It’s true. Nora is inspired by my oldest daughter [Maurene Comey], who’s a federal prosecutor in Manhattan. She prosecuted Ghislaine Maxwell and Jeffrey Epstein, until Epstein killed himself. And she prosecuted the Maxwell trial in courtroom 318. Here’s where it’s really strange. It’s the same courtroom where I prosecuted John Gambino when she was a little girl growing up in Maplewood. I wanted to go watch the trial. I was writing this book while she was doing that trial, and I wanted to go watch, but she banned me because she said, It’ll be too much of a thing. 

How do you compare the pressures of working in law enforcement and being the FBI director to writing a novel?
They’re similar in the sense that your work is going to be judged by people you don’t know. And that’s true in a high-profile public job and in this. But [they’re different] in the sense that this is a lonely, almost solitary job in the way that being director of the FBI is not, because you’re surrounded by people literally all the time. You have a security team around you all the time. The job never leaves you. And that’s a different kind of pressure. It makes it much harder than being a novelist. [New Jersey author] Harlan Coben described himself to me in a way that fits me. He said, “I am a socially adept introvert.” And so am I. I can do all the public stuff, but I don’t get energy from it.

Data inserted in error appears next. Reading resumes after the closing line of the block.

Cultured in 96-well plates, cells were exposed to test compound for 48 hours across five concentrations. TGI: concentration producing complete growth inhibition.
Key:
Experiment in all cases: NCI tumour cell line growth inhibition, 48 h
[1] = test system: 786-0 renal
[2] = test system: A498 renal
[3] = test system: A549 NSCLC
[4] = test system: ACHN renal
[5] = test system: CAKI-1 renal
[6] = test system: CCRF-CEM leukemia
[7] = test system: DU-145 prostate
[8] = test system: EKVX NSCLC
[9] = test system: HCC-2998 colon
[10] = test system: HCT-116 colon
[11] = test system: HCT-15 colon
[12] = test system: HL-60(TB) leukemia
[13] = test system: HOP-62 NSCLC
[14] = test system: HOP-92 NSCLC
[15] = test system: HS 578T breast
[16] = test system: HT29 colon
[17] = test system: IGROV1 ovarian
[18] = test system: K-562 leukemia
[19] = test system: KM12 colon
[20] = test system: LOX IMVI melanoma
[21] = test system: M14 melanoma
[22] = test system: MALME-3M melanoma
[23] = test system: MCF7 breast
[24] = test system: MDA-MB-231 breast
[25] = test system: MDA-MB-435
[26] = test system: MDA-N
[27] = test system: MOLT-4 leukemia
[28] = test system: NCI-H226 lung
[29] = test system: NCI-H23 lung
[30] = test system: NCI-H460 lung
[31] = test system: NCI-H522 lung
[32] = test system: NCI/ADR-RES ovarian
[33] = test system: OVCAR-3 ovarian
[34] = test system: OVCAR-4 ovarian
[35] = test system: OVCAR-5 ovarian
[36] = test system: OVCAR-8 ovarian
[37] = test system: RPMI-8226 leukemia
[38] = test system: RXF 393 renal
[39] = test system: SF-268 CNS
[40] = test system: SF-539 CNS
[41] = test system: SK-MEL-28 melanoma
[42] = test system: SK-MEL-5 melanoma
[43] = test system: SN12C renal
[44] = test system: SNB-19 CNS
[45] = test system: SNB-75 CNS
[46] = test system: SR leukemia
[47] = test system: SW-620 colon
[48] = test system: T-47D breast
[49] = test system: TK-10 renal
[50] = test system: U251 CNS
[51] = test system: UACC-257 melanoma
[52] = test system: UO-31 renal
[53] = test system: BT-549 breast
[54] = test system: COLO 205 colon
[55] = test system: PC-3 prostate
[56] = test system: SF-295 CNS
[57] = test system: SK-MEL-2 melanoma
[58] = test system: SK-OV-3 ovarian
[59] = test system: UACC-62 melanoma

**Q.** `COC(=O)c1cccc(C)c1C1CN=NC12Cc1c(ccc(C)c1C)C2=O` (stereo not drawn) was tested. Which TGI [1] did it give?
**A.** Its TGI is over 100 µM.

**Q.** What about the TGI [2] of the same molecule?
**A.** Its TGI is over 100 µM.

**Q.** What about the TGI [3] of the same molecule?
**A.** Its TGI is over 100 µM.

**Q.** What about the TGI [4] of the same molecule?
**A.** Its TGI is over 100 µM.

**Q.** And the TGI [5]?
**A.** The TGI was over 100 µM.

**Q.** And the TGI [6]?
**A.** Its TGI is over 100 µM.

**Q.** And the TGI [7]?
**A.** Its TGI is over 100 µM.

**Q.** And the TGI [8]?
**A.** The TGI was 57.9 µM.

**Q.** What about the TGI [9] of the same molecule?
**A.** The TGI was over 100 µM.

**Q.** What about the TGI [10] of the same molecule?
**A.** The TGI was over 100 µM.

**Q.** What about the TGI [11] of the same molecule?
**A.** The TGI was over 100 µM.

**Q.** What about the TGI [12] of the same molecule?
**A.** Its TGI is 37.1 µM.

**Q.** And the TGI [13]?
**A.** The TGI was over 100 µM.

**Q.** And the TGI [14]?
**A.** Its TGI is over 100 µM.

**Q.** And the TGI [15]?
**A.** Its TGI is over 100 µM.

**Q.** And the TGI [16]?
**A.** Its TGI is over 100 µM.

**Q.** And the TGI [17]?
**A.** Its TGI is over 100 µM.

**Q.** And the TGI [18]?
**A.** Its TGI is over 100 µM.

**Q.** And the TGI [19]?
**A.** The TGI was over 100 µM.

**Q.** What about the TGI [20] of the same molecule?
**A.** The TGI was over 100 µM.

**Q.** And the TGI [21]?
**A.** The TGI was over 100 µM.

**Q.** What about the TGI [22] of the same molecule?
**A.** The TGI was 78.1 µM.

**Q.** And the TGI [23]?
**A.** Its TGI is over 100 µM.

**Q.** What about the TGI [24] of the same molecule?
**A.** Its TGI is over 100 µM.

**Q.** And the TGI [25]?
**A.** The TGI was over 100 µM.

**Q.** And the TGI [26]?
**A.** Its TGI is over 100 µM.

I would much rather be alone or with my family in my backyard, sitting on my porch working on something like this. So it’s easier for me in that way too. Whereas being FBI director was hard because I don’t want to be famous. I don’t want to be out there with big groups of people. I know I’m going to have to go on the road and promote this book, but that public profile for someone with my kind of personality is a lot of work, in a way that being a novelist is not.

Do people still ask you about the Hillary Clinton email investigation? Does that still come up when you talk to people?
It does sometimes. But far less as time goes by, and almost never with younger audiences. But people do. And I tell them it’s one of the biggest nightmares I’ve ever been involved in. I had two choices, and, as one of my colleagues said, there were two doors, and they both led to hell. 

There was no good option for me, for us then. But now people recognize me much less, which is a good thing. Now I get, “I think I know you?”

I’ll tell you a true story from this week. I was in the supermarket just outside of Richmond, Virginia, and a lady came up to me and said, “I think I know you.” And I kind of shrugged. And she said, “I think I do.” And I said, “Well, I used to work in the government.” And she said, “No, my husband works in the government, that’s not it.” And I said, “Well, I used to be the FBI director.” And she says, “Nah, that’s not it. I’ll think of it.” And she walks away.”